I’ve heard writers say that time “on the road” is wasted time as far as writing goes. But not Lin Oliver!
Now, I may not have taken this the way Lin Oliver intended it – I can imagine that she might mean that because you’ve written books and were invited to speak or teach somewhere, you should enjoy yourself. I agree, 100%.
I suppose she might mean that I should spend the time revising or writing new chapters without the interruption of the phone and WITH the addition of room service. I agree 100% there, too!
But when I read this, I have taken it to mean that I am free to use my imagination while on the road. I can use new experiences and the sensory input of a new place in ways that my usual digs would never provide. For example, while teaching at a Young Author’s conference near St. Cloud, MN, I discovered that the city maintained a flower garden on the Mississippi. To tell you the truth, I went there not expecting it to be a “big deal”.
I was quite wrong! The Munsinger and Clemens Gardens along the river are stunning! With “color gardens” (where the flower blooms are all nearly the same color), a Formal Garden, the Rose Garden and many others, the place is both beautiful – and has an historic angle as well. A fair portion was constructed during the 30’s as part of the Works Progress Administration of the Great Depression…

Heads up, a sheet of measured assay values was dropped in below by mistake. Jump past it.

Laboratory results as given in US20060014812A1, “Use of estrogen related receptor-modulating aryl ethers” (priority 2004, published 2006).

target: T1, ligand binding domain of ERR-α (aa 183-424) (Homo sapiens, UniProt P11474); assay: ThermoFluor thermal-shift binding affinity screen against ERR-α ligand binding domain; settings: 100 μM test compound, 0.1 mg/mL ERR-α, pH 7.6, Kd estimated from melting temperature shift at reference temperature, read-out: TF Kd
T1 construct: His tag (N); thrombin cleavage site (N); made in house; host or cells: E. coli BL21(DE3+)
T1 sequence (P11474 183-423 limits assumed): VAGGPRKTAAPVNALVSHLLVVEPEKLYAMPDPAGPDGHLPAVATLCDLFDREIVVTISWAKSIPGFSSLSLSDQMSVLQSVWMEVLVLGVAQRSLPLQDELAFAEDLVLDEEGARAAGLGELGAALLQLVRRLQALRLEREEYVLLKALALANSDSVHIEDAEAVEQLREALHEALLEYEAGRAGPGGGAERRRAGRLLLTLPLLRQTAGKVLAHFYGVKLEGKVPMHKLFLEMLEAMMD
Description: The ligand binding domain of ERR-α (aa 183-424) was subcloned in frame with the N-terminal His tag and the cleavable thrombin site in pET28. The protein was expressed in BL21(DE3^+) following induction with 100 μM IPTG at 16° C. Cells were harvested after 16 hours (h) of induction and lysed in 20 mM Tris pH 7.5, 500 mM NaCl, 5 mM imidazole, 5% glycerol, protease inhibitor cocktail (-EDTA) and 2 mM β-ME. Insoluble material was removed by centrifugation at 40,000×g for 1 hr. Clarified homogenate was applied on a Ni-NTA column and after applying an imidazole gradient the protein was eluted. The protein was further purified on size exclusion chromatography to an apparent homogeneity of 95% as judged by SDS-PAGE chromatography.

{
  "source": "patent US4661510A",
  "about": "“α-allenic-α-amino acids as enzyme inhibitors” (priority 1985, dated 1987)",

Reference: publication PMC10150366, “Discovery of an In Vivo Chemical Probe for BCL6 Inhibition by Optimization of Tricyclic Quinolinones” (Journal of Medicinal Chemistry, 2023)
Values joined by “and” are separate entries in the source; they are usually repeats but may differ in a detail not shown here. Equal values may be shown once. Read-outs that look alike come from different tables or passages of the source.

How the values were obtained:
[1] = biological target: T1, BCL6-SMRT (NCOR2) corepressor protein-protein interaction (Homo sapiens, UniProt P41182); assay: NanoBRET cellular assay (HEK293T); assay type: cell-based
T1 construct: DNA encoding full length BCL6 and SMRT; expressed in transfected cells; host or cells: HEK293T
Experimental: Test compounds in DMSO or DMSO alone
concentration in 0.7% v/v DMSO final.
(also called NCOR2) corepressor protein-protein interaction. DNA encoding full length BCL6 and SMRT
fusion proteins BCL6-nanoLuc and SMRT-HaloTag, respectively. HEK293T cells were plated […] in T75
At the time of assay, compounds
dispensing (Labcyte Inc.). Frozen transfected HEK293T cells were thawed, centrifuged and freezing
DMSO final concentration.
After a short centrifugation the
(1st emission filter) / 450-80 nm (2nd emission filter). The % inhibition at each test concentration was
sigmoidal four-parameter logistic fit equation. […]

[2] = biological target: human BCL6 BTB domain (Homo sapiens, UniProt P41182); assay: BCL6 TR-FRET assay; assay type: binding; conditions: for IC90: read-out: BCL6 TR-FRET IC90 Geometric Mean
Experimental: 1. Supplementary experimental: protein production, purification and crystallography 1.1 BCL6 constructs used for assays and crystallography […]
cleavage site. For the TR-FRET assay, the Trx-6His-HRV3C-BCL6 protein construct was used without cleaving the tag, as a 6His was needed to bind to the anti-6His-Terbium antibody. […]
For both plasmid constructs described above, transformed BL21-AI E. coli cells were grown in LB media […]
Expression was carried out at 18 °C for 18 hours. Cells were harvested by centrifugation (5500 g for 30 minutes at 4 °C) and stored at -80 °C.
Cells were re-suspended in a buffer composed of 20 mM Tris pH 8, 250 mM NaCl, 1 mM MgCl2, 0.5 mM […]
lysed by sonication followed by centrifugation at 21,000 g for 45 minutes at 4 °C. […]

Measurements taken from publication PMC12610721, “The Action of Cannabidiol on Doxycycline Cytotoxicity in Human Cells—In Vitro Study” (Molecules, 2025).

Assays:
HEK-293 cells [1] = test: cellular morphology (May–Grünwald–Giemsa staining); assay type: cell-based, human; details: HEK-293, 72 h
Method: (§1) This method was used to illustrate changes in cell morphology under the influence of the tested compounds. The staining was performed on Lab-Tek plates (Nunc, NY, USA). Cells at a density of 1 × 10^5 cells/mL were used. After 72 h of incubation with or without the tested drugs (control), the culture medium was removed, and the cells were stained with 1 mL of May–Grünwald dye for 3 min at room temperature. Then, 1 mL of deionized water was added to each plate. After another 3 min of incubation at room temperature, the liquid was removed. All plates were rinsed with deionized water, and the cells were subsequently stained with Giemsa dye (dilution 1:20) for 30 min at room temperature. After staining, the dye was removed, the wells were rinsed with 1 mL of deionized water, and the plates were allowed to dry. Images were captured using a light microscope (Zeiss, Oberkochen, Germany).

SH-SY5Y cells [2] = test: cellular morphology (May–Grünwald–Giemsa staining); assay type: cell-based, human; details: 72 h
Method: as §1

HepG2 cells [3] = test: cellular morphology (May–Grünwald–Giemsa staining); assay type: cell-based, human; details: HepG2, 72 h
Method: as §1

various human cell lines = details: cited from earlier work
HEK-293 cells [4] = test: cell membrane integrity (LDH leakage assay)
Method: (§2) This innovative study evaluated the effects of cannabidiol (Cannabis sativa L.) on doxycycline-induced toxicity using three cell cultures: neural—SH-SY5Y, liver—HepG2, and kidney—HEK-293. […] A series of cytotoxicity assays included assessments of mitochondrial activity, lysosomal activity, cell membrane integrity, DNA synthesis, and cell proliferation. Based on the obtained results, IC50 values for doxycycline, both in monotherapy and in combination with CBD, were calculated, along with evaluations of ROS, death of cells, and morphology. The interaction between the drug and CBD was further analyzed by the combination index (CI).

I know these Gardens will make their way into my writing some time, if not soon, then when the situation presents itself in a story or book, I’ll use the Gardens or ones like them, as a setting.
It doesn’t stop there, either. As I write for young people and I teach young people at the conferences, I find that characters form out of the kids I see. For example, I was eating my lunch alone in the courtyard of a university in southwestern Minnesota, when a young man strolled in from the building. I looked up, noting his presence and went back to reading and eating my lunch. Shortly, this gangly youth made his way to the concrete bench I was using as a table and commented on the weather. After chatting amiably for several minutes, he sat on the bench, tucking his long legs into a semi-lotus position. We talked about reading, writing and life for the next forty minutes.
He will make it into one of my stories someday.
The “creative life” I enjoy while on the road embraces new characters and places I’d have had no opportunity to meet otherwise. This past spring, I gained the image of a fascinating young man; three years ago, a unique setting was impressed in my mind.
Who knows what will come out of the mixing of the two? In fact, as I read this, something is stirring...something involving a young, unemployed man who no longer wishes to be "on the dole" during the Great Depression and who has a creative genius hidden beneath the grubbly shirt and pants of a field worker...
I can’t wait to find out the story!